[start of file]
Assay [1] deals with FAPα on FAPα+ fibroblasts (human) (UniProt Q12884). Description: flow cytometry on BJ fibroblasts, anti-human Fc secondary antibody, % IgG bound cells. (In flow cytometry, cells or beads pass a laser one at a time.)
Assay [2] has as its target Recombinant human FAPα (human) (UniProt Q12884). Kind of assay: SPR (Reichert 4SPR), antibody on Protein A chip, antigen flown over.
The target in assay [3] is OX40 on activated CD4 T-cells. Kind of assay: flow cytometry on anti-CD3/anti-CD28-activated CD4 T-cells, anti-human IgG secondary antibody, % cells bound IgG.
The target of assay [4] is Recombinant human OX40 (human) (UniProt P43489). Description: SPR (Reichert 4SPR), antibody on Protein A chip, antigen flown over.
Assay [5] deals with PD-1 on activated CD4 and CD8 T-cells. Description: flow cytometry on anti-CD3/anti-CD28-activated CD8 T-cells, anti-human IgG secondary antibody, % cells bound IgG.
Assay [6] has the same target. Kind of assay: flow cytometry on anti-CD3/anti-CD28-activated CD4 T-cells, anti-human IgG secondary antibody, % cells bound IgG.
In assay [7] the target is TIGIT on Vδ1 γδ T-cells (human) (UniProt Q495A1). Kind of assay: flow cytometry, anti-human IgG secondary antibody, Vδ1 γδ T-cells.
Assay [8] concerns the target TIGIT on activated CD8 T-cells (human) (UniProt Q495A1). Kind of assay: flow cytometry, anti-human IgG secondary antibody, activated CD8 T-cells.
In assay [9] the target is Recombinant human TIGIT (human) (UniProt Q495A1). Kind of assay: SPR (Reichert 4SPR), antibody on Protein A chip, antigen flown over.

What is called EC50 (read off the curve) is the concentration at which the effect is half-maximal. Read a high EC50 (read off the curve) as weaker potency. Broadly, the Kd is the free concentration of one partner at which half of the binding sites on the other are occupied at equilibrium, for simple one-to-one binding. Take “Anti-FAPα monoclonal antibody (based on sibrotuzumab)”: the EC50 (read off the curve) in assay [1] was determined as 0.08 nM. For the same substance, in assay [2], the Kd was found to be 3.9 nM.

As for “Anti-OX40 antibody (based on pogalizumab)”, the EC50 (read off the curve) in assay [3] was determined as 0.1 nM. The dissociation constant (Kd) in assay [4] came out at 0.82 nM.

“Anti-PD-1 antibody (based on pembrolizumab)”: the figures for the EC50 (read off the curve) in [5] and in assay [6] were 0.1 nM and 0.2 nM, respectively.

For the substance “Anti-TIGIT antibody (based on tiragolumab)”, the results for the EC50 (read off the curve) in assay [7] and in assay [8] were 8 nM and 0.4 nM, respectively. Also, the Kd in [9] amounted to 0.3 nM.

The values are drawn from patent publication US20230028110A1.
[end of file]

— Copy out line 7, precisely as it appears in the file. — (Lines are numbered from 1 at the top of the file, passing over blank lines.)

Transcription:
In assay [7] the target is TIGIT on Vδ1 γδ T-cells (human) (UniProt Q495A1). Kind of assay: flow cytometry, anti-human IgG secondary antibody, Vδ1 γδ T-cells.